Given the ease at which the referendum's facing defeat right now, I've no earthly idea why they'd let Osborne, the least popular politician on the island be at the face of this.

You've been tracking this better than most I think, have both sides gotten around to actually calculating what Day 1 of an Independent Scotland looks like? What's the national debt, what are their assets, what amount will they get from the UK kitty, how will they pay social security on Day 8?
I've been tracking this since the SNP were re-elected in 2011 and the answer to that question is no, sadly. Also, if you think George Osborne's an odd choice look at Alistair Darling, Johann Lamont, Ruth Davidson or Willie Rennie. They're barely articulate imbeciles who propose vacuous arguments largely based around pleasing phrases like "better together, weaker apart", "UK family", "shared history", "coming together". That's their positive case. Their negative case, the far stronger "half" of their campaign, is focussed mostly on personalising the entire pro-independence campaign into Alex Salmond and spreading as much uncertainty and scare-stories as they can.

I'm a bit irritated though with the scaremongering thing. It's all based around "what-ifs" involving the government of the RUK being really horrible to Scotland and stopping us from using their currency and forcing border controls and all sorts of doomsday scenarios out of sheer badness. If an awkward, archaic, imbalanced political union is all that's keeping us together and stopping the rest of Britain from becoming our arch enemies, why the hell are we in it with the bastards in the first place? It's utter nonsense. Scotland would be England's closest ally. I thought we were all in the "UK family".
 
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NYCKY

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It's a post independence topic but if Scotland wished to join the EU as an independent state, they would have to adopt the Euro as currency. Britain, Denmark and Sweden don't as they negotiated opt outs (well technically Sweden has to join eventually) but any other new accession countries have pledge they will adopt it when ready and some already have. Scotland would not have the delays that the old Eastern bloc countries have and would be expected to join soon after potential accession.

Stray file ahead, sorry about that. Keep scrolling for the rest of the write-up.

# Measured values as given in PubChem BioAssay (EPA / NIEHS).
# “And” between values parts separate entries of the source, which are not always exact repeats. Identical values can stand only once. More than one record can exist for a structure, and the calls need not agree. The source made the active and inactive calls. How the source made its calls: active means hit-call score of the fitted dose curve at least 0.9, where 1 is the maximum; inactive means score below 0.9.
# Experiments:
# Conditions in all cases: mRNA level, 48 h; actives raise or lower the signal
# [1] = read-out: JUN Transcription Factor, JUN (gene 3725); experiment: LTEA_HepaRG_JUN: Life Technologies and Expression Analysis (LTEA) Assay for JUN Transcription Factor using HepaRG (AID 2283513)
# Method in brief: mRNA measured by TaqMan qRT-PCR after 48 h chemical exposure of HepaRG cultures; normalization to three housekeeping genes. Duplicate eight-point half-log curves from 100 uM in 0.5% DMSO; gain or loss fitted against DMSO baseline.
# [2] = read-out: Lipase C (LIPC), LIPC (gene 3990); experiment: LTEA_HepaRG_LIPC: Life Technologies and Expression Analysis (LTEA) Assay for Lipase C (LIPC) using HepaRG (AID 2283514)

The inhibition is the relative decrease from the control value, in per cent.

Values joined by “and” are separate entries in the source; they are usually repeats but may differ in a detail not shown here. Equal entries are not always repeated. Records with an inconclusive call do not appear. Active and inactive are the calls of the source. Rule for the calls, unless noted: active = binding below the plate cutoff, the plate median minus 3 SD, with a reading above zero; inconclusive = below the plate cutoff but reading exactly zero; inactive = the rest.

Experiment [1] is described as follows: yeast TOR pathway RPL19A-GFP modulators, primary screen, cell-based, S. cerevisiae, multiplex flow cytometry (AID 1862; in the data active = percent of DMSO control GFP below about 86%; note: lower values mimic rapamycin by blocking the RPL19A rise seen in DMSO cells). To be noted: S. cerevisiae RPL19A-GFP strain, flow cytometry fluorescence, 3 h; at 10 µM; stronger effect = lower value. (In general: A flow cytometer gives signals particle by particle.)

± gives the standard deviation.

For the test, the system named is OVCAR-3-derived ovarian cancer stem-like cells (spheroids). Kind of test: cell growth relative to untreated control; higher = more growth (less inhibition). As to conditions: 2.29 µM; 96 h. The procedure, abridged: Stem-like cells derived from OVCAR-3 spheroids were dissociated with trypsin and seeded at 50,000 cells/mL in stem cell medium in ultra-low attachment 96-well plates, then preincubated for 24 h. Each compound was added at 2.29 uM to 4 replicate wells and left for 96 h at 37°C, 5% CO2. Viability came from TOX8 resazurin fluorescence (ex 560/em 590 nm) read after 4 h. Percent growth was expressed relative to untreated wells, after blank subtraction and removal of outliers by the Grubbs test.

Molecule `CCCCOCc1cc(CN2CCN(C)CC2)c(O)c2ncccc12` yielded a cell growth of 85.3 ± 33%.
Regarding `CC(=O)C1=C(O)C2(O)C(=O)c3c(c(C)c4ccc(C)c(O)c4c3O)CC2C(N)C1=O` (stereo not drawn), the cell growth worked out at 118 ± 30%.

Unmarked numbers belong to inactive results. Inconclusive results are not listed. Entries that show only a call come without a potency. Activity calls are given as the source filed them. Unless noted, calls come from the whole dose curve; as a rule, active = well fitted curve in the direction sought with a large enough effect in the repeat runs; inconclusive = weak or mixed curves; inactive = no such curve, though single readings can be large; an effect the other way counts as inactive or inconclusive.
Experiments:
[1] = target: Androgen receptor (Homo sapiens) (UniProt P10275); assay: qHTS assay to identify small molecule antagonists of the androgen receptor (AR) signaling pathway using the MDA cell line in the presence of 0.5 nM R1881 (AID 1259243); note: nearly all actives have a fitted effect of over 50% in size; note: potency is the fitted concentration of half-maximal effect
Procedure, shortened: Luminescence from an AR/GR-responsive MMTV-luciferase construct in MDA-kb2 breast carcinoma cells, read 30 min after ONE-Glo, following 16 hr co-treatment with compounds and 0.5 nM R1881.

Cruineach

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I'm still waiting for debate to be opened on the adoption of an independent Scottish currency. Thus far nobody's really looked at it seriously, preferring to say things like "well you'd have to be brave to do that in the current economic climate".

Regardless though - whether I use the pound, the groat, the euro or the North Korean won won't be the factor guiding my hand when I tick a box on the ballot paper.
 

Frank Galton

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Because using a currency from another central bank has worked out so well for Ireland, Portugal, Greece, Spain, Cyprus ....
 

NYCKY

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I'm still waiting for debate to be opened on the adoption of an independent Scottish currency. Thus far nobody's really looked at it seriously, preferring to say things like "well you'd have to be brave to do that in the current economic climate".

Regardless though - whether I use the pound, the groat, the euro or the North Korean won won't be the factor guiding my hand when I tick a box on the ballot paper.
Can you tell us what will or have you made up your mind yet?
 

Cruineach

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Can you tell us what will or have you made up your mind yet?
I'm going to vote yes because it's the only chance I'll get in my life to take part in building a new, truly democratic, peaceful country. Within the structure of the UK that cannot happen. Even if that new country was in Ireland's dire financial position, I would rather live like that than within the UK. I won't do it out of hatred for the English (or the rest of the UK) though, I've actually been considering applying for a British passport as soon as we get independence.